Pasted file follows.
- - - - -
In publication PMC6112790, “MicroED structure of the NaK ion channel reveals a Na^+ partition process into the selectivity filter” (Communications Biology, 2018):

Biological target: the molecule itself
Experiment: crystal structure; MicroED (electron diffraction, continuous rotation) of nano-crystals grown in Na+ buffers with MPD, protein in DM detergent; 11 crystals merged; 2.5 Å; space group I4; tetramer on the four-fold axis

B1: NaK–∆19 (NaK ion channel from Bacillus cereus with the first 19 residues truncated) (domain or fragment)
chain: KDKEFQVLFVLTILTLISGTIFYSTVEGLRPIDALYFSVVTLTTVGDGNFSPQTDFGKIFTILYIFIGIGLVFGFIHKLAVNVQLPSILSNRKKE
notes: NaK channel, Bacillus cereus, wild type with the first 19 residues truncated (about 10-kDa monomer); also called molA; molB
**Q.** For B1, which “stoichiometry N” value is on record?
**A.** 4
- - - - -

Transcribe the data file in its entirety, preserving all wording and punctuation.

In publication PMC6112790, “MicroED structure of the NaK ion channel reveals a Na^+ partition process into the selectivity filter” (Communications Biology, 2018):

Biological target: the molecule itself
Experiment: crystal structure; MicroED (electron diffraction, continuous rotation) of nano-crystals grown in Na+ buffers with MPD, protein in DM detergent; 11 crystals merged; 2.5 Å; space group I4; tetramer on the four-fold axis

B1: NaK–∆19 (NaK ion channel from Bacillus cereus with the first 19 residues truncated) (domain or fragment)
chain: KDKEFQVLFVLTILTLISGTIFYSTVEGLRPIDALYFSVVTLTTVGDGNFSPQTDFGKIFTILYIFIGIGLVFGFIHKLAVNVQLPSILSNRKKE
notes: NaK channel, Bacillus cereus, wild type with the first 19 residues truncated (about 10-kDa monomer); also called molA; molB
**Q.** For B1, which “stoichiometry N” value is on record?
**A.** 4